Students filled Palo Verde Beach in Tempe Thursday afternoon with handfuls of toothpaste, soap and toothbrushes.
But they weren’t practicing good hygiene — the 15 students were assembling care packages for the homeless.
The Toiletries Assembly Project, part of National Hunger and Homelessness Awareness Week, was developed by the ASU Community Service Program, Residential Life.
Mina Ahmad, community service program coordinator, said the students made about 200 care packages of toiletries: 100 for men and 100 for women.
“We have collected several donated items including razors, shampoo and body spray,” Ahmad said. “The packages also included toothbrushes, toothpaste and soap, along with an individualized message from an ASU student.”
The packages are being donated to the Shower Program in Tempe, which opens its doors for homeless individuals to take showers on Mondays and Fridays, she said. The program is sponsored by Tempe First United Methodist Church and held in the Baker Center.
Ahmad said this is the first time ASU has had an event to assemble packages for the homeless, but the Community Service Program always sets up something for the National Hunger and Homelessness Awareness Week.
“We often host events in the residential neighborhoods for students who want to give back to their communities but may not have time to dedicate a Saturday or evening to service,” Ahmad said.
It’s important for students who live on the Tempe campus to understand the impact they can have on their surrounding community, she said.
“We hope that through this project, students will become more aware of issues of homelessness in their community and strive to make a difference in any way they can,” Ahmad said.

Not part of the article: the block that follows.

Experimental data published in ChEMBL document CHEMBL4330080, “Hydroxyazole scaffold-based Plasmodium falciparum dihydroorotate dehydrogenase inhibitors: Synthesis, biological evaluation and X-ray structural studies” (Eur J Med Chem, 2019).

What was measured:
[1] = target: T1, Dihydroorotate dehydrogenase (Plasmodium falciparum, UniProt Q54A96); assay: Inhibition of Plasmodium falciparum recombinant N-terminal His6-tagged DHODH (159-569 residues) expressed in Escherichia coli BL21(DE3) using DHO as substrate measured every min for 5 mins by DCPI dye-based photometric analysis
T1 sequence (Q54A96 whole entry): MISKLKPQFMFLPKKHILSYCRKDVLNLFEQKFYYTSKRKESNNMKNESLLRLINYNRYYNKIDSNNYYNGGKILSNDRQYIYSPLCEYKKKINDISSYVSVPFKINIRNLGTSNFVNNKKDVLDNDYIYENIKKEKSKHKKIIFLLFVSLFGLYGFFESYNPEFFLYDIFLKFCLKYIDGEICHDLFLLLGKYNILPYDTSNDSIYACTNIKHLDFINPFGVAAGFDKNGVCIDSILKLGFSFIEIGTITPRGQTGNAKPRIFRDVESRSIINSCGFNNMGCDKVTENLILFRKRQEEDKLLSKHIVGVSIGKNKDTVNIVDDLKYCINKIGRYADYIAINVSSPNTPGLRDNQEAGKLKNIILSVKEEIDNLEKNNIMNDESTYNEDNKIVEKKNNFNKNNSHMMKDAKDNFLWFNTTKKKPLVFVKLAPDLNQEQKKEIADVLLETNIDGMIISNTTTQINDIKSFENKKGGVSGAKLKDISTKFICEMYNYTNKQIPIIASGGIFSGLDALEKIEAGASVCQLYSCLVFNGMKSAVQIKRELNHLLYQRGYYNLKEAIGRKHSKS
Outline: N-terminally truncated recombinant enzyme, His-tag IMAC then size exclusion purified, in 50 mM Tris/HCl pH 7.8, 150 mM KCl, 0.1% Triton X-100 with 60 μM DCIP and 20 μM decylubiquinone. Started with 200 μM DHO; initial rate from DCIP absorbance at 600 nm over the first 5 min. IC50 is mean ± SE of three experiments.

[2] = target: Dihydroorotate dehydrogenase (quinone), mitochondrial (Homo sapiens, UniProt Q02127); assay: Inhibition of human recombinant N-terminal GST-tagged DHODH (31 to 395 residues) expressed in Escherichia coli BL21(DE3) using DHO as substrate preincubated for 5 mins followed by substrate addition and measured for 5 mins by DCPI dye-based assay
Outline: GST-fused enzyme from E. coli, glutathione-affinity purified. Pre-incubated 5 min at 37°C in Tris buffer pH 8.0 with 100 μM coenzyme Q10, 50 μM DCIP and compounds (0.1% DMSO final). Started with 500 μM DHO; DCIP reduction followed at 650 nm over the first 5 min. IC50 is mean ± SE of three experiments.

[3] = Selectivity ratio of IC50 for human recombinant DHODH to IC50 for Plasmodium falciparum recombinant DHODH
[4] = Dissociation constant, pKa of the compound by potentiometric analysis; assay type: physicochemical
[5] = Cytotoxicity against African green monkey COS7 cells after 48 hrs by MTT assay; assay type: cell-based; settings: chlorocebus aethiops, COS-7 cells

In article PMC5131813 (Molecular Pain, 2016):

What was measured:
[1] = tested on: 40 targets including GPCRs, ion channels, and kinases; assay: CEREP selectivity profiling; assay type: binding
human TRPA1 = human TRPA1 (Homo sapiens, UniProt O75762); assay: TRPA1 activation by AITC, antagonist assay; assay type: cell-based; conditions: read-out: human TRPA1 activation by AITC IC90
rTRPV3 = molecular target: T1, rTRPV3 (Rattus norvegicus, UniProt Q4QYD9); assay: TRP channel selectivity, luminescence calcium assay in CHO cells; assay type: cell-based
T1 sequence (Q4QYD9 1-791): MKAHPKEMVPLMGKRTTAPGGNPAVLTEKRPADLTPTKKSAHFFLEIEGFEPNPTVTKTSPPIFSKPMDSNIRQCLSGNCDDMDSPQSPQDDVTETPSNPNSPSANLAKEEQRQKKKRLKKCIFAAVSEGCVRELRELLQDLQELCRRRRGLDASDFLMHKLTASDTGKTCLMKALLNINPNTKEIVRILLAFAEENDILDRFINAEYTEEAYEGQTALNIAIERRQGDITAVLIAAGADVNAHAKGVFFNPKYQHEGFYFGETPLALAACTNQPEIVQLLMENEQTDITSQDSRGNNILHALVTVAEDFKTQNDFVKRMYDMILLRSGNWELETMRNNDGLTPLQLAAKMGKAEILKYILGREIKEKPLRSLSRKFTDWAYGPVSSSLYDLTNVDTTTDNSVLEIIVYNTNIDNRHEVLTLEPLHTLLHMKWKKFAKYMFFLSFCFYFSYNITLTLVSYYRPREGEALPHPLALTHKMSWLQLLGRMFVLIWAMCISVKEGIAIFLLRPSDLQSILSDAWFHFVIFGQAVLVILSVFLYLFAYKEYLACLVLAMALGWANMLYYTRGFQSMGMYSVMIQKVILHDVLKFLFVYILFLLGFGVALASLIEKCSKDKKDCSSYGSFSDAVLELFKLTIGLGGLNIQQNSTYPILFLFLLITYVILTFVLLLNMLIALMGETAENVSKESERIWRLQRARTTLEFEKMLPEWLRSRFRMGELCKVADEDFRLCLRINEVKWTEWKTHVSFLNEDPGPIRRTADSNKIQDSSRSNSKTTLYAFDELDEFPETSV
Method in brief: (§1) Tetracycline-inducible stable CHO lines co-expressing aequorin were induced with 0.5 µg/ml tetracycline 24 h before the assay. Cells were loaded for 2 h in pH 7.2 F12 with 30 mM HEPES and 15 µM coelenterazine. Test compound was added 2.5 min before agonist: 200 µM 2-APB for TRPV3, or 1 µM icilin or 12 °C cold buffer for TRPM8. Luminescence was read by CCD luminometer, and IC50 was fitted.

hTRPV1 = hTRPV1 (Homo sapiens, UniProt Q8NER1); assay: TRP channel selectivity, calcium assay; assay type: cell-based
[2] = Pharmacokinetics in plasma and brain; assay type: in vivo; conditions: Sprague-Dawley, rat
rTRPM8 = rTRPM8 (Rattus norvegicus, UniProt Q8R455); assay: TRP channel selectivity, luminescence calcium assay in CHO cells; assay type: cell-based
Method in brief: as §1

Kinesiology freshman Tara Herbert said she enjoyed helping out because she likes meeting new people and thought it would be a good opportunity to earn more community service hours for her scholarship.
“It was pretty fun,” she said. “We got to write little thank-you notes and make little packages.”
Dietetics freshman Alex Worley said he also wanted to meet new people and earn hours for his scholarship.
“It’s something different to do,” he said.
The project was supposed to go from 11 a.m. to 1 p.m. but so many people showed up to help that it went faster than expected, Worley said.
Ahmad said the program’s goal is to make students aware that doing community service is easier than they think.
“It can be as easy as writing a letter to the troops, giving blood or stuffing envelopes,” Ahmad said. “Making a difference in another person’s life can occur on the way to your next class.”
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